ESMO21: Keytruda combo cuts mortality risk by 27% in first-line TNBC

Merck & Co. unveiled updated study results demonstrating that adding Keytruda (pembrolizumab) to chemotherapy in the first-line setting reduced the risk of death by 27%, compared to chemotherapy alone, in patients with metastatic triple-negative breast cancer (TNBC) whose tumours express PD-L1 with a combined positive score (CPS) ≥10. Detailed findings from the Phase III KEYNOTE-355 trial were presented Sunday at the European Society for Medical Oncology (ESMO) congress.

The OS data were top-lined in July after Merck had said the combination met the study's other main goal of progression-free survival (PFS) in these higher-expressing PD-L1 patients, cutting the likelihood of disease progression or death by 35% over chemotherapy alone. However, it missed the bar of statistical significance in those with a CPS ≥1. The data nevertheless supported US and Japanese approval of the regimen in TNBC.

KEYNOTE-355 included 847 patients with locally recurrent inoperable or metastatic TNBC that has not been previously treated with chemotherapy in the advanced setting. Participants were randomised to Keytruda or placebo, both administered together with investigator's choice of chemotherapy, including nab-paclitaxel, paclitaxel or gemcitabine-carboplatin. Study endpoints included OS and PFS in patients whose tumours express PD-L1 with CPS ≥1 or CPS ≥10.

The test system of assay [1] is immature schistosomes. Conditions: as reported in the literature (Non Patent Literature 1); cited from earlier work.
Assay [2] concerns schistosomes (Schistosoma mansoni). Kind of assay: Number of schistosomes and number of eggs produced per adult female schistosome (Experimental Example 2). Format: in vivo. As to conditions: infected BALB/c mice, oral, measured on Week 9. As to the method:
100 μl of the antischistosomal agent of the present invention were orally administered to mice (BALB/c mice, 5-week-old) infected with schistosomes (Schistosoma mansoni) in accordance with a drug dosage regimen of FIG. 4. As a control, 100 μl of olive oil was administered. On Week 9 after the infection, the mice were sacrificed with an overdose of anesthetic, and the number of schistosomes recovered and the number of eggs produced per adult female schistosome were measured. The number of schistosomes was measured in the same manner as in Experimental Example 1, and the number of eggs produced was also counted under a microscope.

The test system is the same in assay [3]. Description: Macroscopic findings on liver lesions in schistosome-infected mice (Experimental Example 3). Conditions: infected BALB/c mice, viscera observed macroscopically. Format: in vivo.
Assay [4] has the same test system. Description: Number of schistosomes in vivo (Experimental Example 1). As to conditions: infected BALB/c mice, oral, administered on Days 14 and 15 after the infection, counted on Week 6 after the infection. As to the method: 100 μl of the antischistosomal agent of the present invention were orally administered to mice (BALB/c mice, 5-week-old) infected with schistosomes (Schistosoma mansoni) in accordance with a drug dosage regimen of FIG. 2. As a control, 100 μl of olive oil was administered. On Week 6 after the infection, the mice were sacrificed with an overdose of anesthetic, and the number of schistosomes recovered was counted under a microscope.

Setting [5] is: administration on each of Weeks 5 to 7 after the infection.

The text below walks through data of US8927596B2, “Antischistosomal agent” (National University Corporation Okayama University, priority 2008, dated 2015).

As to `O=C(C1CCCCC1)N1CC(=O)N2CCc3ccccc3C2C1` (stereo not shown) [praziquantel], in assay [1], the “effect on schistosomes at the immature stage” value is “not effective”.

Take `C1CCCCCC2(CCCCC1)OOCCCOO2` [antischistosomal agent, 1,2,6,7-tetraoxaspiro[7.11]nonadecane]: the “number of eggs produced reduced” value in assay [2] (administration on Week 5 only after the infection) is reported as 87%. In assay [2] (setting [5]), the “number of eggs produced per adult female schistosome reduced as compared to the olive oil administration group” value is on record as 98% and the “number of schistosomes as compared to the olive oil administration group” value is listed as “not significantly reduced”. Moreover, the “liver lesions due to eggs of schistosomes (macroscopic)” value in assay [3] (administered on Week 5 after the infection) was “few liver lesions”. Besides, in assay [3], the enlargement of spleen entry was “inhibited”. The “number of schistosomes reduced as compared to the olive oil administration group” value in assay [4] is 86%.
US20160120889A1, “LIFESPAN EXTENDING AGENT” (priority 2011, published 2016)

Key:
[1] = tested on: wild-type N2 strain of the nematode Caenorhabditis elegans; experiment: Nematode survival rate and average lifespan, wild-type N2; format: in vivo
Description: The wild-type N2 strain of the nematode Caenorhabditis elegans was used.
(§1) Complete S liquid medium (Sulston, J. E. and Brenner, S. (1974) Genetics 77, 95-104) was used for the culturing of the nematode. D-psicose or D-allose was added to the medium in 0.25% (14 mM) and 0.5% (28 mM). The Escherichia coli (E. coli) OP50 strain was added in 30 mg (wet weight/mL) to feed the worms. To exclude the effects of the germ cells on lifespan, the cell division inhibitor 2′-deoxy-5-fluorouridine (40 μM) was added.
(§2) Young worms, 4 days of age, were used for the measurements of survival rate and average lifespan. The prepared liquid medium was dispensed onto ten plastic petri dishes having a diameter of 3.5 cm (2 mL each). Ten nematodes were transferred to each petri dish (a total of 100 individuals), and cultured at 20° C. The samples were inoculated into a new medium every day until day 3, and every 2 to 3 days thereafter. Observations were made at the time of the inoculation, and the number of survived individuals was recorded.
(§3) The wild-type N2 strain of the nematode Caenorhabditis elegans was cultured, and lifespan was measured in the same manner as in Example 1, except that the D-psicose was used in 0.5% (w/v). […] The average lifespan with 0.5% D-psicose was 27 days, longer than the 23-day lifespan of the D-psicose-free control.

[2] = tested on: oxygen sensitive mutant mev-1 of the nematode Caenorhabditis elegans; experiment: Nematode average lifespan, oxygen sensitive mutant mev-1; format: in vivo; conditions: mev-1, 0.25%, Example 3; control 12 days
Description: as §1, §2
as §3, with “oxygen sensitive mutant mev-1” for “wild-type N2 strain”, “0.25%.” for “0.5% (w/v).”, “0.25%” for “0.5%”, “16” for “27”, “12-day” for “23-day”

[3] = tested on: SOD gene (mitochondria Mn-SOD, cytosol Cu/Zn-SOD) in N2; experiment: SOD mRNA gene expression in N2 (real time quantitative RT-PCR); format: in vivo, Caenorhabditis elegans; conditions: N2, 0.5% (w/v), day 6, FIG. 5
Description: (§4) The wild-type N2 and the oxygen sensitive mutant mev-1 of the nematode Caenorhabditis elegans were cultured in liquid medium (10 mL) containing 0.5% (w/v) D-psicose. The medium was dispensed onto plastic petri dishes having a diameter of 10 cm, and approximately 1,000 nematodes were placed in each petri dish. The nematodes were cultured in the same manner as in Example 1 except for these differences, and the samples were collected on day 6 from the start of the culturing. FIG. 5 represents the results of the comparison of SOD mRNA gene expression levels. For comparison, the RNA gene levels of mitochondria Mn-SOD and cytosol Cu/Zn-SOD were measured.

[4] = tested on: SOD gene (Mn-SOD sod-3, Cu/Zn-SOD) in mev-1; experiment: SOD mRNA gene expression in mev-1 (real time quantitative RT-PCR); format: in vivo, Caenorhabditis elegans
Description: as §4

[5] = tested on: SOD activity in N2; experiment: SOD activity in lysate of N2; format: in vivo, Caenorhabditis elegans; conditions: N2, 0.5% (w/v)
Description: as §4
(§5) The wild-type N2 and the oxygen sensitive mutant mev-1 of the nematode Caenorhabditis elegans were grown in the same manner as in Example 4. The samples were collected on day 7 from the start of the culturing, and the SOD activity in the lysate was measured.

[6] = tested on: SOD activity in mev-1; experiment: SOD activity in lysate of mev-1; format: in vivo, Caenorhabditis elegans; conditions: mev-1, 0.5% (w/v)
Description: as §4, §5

OS benefit of nearly seven months

Median OS for the higher PD-L1 expressers treated with Keytruda plus chemotherapy was 23 months, versus 16.1 months for placebo. The trial was not powered to make efficacy comparisons between treatment groups by chemotherapy regimen, but Merck said the OS increase seen with Keytruda occurred across the three different chemotherapy choices. In addition, these CPS ≥10 patients achieved median PFS of 9.7 months, compared to 5.6 months for placebo.

Lower-expressing PD-L1 patients achieved median OS of 17.6 months and PFS 7.6 months. As was the case with PFS, there was no significant difference in OS between treatment groups among CPS ≥1 patients. Meanwhile, on the secondary endpoint of objective response rate (ORR), Keytruda-treated patients with CPS ≥10 achieved a response of 52.7%, while ORR for the CPS ≥1 group was 44.9%.

Recent TNBC approvals

Keytruda was originally cleared last November via an accelerated pathway for use with chemotherapy to treat locally recurrent unresectable or metastatic TNBC tumours expressing PD-L1 CPS ≥10. The FDA recently converted that to a full approval, and at the same time also expanded the drug's label to include high-risk early-stage TNBC based on results from the Phase III KEYNOTE-522 study.

Late last month, Roche voluntarily withdrew its immunotherapy Tecentriq (atezolizumab) for the treatment of PD-L1-positive, metastatic TNBC in the US market, citing "recent changes" in the treatment landscape. The drug, which became the first immunotherapy to be cleared for metastatic TNBC when it won an accelerated approval in 2019, failed to show a survival benefit in the post-marketing IMpassion131 trial.

For related analysis, see ViewPoints: Keynote-355 hammers home Keytruda's advantage in TNBC.

Join FirstWord editors Michael Flanagan, Virginia Li and Simon King on Wednesday 22 September (3pm GMT / 10am EST) for a discussion on five key takeaways from the ESMO congress. Register for free here.

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